And some may have come to see the preacher. The people of our congregations and I have been inviting people to church for the past 4-1/2 years, and people are responding to that invitation. And in some respects, this service is sort of like oral exams: I preach and you grade; and if I pass, you just might come back.

But deep down, we know that neither of those are the real reason we are here. Both the building and the preacher are ultimately insignificant in the grand scheme of things. The answer to the "who" question is the baby. For those of us who have had children, we all know that the reason parents and family and friends come to visit isn't to see us, it's to see the baby.

And isn't that why we are really here? "Let us go now to Bethlehem and see this thing that has taken place . . . so they went with haste and saw Mary, Joseph and the child lying in the manger." Like the shepherds, we have come to see the child. We have come to gaze upon the face of the King of kings, the Lord of lords, the Savior and Redeemer of the world, in the form of a newborn baby. And for a brief moment, the angels, shepherds, and us, pause and say, "This is the one."

We have answered the angels call to come. We have gazed upon the face of the Christ child. And that leaves the final question: "What will you do now?" Most of us will return to life as normal. Whether you only come to church once or twice a year, or whether you are regular members of this or another parish, we will go home, open gifts, wish people a Merry Christmas, and then carry on with our lives. Work, school, maybe a vacation, un-decorating -- life goes on and we are part of it.

But what if . . . What if we became like angels and shepherds? The angel said, "I am bringing you good news of great joy for all the people." When the shepherds arrived at the manger, they made known what had been told them about this child. And then the shepherds returned glorifying and praising God.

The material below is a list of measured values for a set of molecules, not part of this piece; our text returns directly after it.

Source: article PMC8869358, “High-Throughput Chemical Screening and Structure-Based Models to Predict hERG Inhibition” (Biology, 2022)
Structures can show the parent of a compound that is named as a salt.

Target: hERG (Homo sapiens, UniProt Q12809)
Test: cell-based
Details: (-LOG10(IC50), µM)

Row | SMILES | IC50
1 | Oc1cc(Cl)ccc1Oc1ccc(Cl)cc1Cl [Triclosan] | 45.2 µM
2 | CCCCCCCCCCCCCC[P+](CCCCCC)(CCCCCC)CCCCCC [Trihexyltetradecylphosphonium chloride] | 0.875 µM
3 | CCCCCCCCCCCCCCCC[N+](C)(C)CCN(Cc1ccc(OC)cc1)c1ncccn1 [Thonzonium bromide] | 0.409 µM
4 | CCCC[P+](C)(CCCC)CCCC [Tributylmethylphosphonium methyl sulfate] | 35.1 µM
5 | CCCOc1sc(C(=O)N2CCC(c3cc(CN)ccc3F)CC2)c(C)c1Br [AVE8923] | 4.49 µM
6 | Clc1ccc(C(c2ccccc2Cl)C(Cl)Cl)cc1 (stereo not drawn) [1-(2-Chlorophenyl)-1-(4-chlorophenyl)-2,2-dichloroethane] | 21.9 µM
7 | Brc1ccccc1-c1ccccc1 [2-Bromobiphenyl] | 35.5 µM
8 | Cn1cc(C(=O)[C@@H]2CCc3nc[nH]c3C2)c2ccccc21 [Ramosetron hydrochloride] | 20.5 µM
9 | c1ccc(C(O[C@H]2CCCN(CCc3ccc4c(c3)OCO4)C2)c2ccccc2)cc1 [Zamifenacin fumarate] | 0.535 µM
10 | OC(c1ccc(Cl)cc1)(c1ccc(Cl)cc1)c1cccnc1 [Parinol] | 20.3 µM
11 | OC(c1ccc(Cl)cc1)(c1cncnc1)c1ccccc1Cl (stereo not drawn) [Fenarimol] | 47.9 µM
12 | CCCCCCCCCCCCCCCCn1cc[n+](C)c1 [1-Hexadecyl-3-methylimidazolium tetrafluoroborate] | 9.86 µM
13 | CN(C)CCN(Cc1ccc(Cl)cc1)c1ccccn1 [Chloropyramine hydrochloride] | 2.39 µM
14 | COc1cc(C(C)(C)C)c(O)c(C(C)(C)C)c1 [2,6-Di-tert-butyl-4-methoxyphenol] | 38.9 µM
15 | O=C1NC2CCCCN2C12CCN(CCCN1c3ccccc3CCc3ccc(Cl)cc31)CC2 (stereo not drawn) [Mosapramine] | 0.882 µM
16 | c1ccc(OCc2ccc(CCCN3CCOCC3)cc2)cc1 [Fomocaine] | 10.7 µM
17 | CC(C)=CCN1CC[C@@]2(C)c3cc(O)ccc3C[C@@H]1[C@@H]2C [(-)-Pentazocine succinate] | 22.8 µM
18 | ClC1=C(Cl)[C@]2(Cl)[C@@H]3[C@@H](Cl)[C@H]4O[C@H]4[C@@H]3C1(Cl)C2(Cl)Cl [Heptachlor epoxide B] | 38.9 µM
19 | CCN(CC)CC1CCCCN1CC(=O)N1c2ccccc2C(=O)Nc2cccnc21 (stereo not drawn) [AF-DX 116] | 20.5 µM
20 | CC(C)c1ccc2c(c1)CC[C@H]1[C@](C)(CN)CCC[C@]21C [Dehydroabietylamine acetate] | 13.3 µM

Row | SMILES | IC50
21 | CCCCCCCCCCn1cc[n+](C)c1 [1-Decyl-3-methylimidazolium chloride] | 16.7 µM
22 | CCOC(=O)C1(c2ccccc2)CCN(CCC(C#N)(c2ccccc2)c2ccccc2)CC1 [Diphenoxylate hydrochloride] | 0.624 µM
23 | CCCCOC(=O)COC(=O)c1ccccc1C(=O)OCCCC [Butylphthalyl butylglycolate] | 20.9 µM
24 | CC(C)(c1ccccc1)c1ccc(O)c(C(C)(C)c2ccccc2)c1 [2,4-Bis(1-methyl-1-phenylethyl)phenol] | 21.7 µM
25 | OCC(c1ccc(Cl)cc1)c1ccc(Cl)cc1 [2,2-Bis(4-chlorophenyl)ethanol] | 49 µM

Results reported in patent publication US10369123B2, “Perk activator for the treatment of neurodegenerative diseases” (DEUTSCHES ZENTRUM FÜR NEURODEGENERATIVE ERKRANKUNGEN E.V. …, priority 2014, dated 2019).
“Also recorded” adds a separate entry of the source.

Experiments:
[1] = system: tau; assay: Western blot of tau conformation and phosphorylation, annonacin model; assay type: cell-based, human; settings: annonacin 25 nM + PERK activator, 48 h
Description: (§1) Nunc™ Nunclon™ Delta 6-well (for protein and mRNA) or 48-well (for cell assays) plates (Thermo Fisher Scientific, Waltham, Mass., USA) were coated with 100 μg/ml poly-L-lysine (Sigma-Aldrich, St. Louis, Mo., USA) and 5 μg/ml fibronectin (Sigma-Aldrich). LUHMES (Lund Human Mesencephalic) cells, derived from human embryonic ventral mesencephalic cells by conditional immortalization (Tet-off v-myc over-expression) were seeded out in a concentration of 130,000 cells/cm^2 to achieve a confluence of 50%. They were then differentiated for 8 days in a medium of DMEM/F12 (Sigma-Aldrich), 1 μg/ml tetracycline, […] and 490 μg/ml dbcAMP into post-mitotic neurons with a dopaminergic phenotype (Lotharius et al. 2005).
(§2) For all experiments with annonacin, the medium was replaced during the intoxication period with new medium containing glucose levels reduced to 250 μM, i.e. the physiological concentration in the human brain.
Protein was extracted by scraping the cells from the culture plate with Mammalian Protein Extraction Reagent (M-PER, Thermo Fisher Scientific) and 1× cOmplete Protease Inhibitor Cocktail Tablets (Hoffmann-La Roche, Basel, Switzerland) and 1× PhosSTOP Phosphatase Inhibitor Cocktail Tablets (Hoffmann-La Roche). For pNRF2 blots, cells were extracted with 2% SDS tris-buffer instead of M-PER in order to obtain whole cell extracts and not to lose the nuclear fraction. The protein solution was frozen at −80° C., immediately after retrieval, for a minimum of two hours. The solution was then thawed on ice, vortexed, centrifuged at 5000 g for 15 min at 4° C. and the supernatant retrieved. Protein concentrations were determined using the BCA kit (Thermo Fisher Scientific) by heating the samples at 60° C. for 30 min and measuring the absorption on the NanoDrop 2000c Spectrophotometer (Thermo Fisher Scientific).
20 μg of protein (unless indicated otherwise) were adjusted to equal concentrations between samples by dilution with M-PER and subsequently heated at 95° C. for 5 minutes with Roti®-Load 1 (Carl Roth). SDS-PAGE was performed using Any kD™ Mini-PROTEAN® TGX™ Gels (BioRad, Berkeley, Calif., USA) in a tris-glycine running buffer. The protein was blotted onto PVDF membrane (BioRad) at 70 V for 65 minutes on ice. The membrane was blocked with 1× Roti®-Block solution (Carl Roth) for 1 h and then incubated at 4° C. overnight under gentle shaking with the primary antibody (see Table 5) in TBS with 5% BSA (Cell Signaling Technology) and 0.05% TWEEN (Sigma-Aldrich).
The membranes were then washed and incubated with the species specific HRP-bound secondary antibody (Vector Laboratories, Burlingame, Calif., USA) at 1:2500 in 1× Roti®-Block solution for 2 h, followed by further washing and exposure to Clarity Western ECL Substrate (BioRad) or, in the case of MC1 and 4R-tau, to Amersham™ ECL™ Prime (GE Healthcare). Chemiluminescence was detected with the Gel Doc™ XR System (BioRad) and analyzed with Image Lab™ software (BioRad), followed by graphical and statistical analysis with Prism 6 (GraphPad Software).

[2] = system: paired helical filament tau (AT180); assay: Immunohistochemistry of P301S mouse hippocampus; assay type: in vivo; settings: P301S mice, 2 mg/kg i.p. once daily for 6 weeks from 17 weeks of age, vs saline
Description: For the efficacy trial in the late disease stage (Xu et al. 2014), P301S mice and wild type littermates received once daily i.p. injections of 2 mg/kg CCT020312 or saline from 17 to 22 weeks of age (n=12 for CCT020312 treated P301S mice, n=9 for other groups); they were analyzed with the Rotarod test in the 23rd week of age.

Let us not forget, Christmas is a big deal. It's the day God became incarnate in the form of a baby who was shut out of people's lives and had to be born away in a manger. We were called to be here and participate in this world-changing event. Will we leave here glorifying and praising God and telling people it? Will we make known the good news of great joy for all people?

We can follow the example of the angels and shepherds, or we can be like the woman in the story who cut off the ends of the roast before cooking it because she had always done it that way. She did it that way because her mother did it that way. And her mother did it that way because her mother's mother had done it that way. When they finally asked Grandma why she did it that way, she said, "Because my pan was too short."

Will we leave here trying to contain God by limiting his size and cutting him off to fit our lives? Or will we leave here sharing a gift that is too big for us to contain, inviting others to come and worship, and glorifying and praising God?

May you be as excited about this birth as you were, are, or will be about the birth of your own child, telling everyone you know about it.

Merry Christmas.


Padre Mickey | 6:41 PM, December 25, 2008  

¡Feliz Navidad, Rev. Ref. y the Lovely Wife! From Padre Mickey y the Lovely Mona (aren't we both lucky to have Lovely Spouses?).